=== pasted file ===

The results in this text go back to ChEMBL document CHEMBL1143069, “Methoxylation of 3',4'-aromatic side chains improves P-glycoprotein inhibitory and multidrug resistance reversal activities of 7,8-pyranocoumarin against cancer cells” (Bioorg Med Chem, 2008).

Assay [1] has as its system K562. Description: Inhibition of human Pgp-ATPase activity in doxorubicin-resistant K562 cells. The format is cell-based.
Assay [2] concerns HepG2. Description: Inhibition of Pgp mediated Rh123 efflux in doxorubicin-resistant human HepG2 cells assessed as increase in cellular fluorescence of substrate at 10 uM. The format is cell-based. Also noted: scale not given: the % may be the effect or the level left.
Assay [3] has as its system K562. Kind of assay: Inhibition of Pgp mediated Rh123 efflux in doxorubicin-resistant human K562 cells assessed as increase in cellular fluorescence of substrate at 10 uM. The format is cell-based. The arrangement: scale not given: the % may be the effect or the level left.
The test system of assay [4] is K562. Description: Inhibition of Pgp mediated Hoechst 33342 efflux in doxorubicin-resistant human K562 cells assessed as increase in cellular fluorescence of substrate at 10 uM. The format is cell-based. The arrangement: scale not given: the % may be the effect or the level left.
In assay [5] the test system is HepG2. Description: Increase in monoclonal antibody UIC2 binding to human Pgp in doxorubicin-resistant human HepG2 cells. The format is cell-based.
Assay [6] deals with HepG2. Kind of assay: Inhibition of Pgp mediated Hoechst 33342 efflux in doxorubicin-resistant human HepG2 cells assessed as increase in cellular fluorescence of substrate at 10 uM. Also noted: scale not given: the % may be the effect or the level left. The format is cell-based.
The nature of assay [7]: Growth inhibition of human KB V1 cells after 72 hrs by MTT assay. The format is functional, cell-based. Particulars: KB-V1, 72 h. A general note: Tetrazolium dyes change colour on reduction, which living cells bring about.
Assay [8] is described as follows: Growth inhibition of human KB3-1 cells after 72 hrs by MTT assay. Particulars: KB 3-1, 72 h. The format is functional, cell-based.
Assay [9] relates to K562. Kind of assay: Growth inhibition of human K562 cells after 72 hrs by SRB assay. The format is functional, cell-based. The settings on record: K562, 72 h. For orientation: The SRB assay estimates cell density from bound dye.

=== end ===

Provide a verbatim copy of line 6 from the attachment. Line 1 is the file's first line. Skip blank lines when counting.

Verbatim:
In assay [5] the test system is HepG2. Description: Increase in monoclonal antibody UIC2 binding to human Pgp in doxorubicin-resistant human HepG2 cells. The format is cell-based.